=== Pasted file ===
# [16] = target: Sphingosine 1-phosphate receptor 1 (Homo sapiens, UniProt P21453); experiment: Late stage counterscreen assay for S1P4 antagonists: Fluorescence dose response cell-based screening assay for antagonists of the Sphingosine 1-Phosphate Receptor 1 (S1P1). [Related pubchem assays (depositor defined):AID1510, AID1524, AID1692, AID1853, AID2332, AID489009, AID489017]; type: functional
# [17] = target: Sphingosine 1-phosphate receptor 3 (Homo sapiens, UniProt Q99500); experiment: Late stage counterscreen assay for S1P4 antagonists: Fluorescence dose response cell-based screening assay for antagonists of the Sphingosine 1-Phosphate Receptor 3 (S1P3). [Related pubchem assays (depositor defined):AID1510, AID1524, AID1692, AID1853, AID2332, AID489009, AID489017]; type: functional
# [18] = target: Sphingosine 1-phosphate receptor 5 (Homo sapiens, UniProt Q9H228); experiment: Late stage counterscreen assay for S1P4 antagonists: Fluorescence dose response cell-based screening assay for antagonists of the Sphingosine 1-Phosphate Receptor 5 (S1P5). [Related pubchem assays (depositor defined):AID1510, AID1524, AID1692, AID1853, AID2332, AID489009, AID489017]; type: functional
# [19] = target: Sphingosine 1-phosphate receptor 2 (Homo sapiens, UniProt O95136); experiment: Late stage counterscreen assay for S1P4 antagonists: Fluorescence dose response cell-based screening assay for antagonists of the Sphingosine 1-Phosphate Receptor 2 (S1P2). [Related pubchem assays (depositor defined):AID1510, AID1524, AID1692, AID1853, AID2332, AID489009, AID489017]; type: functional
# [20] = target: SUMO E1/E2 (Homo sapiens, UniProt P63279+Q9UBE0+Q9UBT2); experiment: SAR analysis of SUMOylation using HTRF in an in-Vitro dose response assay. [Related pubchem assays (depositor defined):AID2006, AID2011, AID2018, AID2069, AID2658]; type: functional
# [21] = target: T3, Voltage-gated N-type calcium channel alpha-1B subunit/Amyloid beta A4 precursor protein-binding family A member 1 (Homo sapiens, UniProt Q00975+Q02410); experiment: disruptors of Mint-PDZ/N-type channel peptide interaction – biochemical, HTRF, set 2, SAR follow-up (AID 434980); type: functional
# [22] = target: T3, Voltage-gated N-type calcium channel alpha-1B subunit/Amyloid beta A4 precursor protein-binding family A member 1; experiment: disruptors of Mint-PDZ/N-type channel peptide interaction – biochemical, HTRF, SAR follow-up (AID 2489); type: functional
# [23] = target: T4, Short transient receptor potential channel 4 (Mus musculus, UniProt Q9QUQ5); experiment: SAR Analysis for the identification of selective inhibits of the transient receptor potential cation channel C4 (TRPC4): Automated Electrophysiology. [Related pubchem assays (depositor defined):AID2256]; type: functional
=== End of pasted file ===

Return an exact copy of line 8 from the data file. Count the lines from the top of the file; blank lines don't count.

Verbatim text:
# [23] = target: T4, Short transient receptor potential channel 4 (Mus musculus, UniProt Q9QUQ5); experiment: SAR Analysis for the identification of selective inhibits of the transient receptor potential cation channel C4 (TRPC4): Automated Electrophysiology. [Related pubchem assays (depositor defined):AID2256]; type: functional